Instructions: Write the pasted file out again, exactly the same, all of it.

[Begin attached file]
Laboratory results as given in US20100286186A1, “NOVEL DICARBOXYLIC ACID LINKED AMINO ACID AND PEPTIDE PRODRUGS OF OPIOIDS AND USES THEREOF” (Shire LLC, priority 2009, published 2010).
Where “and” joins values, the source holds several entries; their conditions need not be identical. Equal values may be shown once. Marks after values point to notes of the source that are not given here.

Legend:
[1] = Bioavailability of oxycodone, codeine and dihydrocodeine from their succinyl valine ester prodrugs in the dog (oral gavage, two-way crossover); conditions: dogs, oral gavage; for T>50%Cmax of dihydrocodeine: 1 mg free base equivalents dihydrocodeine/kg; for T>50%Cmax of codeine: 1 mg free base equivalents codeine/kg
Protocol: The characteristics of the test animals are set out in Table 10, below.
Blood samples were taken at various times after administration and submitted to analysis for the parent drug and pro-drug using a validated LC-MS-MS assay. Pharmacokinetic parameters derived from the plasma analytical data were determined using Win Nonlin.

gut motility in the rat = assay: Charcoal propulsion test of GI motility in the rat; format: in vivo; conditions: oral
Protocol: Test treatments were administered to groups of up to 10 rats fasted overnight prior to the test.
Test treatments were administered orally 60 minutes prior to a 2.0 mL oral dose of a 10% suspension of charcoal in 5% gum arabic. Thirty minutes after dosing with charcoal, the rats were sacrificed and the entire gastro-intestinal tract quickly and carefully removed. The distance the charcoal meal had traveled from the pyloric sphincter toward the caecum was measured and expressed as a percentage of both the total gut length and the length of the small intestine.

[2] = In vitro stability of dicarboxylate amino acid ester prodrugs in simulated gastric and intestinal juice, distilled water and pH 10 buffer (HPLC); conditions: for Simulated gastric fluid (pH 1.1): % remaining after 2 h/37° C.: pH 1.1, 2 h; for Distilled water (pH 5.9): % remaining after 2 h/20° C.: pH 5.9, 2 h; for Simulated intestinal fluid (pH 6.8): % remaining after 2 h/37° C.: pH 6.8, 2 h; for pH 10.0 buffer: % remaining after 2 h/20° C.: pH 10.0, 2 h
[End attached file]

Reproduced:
Laboratory results as given in US20100286186A1, “NOVEL DICARBOXYLIC ACID LINKED AMINO ACID AND PEPTIDE PRODRUGS OF OPIOIDS AND USES THEREOF” (Shire LLC, priority 2009, published 2010).
Where “and” joins values, the source holds several entries; their conditions need not be identical. Equal values may be shown once. Marks after values point to notes of the source that are not given here.

Legend:
[1] = Bioavailability of oxycodone, codeine and dihydrocodeine from their succinyl valine ester prodrugs in the dog (oral gavage, two-way crossover); conditions: dogs, oral gavage; for T>50%Cmax of dihydrocodeine: 1 mg free base equivalents dihydrocodeine/kg; for T>50%Cmax of codeine: 1 mg free base equivalents codeine/kg
Protocol: The characteristics of the test animals are set out in Table 10, below.
Blood samples were taken at various times after administration and submitted to analysis for the parent drug and pro-drug using a validated LC-MS-MS assay. Pharmacokinetic parameters derived from the plasma analytical data were determined using Win Nonlin.

gut motility in the rat = assay: Charcoal propulsion test of GI motility in the rat; format: in vivo; conditions: oral
Protocol: Test treatments were administered to groups of up to 10 rats fasted overnight prior to the test.
Test treatments were administered orally 60 minutes prior to a 2.0 mL oral dose of a 10% suspension of charcoal in 5% gum arabic. Thirty minutes after dosing with charcoal, the rats were sacrificed and the entire gastro-intestinal tract quickly and carefully removed. The distance the charcoal meal had traveled from the pyloric sphincter toward the caecum was measured and expressed as a percentage of both the total gut length and the length of the small intestine.

[2] = In vitro stability of dicarboxylate amino acid ester prodrugs in simulated gastric and intestinal juice, distilled water and pH 10 buffer (HPLC); conditions: for Simulated gastric fluid (pH 1.1): % remaining after 2 h/37° C.: pH 1.1, 2 h; for Distilled water (pH 5.9): % remaining after 2 h/20° C.: pH 5.9, 2 h; for Simulated intestinal fluid (pH 6.8): % remaining after 2 h/37° C.: pH 6.8, 2 h; for pH 10.0 buffer: % remaining after 2 h/20° C.: pH 10.0, 2 h